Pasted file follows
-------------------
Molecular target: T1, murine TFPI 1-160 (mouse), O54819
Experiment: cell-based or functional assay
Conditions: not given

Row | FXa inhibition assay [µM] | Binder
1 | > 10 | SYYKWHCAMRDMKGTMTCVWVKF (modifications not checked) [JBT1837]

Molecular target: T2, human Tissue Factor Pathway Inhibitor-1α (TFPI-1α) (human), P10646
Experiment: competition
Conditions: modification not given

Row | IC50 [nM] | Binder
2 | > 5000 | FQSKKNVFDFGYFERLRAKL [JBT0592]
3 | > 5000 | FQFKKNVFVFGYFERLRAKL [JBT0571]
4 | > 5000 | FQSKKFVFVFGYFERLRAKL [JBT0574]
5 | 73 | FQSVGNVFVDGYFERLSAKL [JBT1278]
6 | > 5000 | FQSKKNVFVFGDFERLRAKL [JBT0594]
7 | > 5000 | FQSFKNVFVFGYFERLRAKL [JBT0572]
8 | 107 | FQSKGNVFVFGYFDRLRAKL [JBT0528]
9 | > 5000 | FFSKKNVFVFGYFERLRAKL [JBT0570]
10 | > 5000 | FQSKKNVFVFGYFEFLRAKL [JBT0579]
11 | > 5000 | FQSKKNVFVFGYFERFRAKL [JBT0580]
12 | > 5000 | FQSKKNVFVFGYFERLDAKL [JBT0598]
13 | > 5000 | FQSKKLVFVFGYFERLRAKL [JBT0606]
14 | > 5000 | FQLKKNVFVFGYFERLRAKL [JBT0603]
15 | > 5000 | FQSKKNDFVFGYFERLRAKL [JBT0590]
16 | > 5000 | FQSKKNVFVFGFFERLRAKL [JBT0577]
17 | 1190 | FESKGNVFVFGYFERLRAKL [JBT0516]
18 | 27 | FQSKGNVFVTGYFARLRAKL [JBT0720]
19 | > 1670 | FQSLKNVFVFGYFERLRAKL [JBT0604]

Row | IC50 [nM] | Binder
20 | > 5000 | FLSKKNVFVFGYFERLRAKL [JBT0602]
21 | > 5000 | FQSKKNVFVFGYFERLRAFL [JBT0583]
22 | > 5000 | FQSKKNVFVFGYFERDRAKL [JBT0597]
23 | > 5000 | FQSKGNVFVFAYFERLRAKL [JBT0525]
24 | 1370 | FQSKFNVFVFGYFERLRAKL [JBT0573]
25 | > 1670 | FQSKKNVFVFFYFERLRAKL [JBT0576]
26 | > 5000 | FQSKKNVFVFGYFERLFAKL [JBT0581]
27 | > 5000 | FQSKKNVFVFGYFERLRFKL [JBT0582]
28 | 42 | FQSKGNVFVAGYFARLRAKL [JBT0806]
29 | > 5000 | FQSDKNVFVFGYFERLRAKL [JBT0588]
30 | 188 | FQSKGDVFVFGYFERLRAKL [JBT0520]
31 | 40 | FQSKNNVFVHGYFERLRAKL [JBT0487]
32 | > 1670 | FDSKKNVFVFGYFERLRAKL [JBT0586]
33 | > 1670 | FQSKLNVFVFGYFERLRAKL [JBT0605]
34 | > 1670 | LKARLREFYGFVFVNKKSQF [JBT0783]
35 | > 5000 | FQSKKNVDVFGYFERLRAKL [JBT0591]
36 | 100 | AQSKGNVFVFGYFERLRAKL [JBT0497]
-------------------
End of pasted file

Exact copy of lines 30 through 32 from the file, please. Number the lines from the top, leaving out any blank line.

21 | > 5000 | FQSKKNVFVFGYFERLRAFL [JBT0583]
22 | > 5000 | FQSKKNVFVFGYFERDRAKL [JBT0597]
23 | > 5000 | FQSKGNVFVFAYFERLRAKL [JBT0525]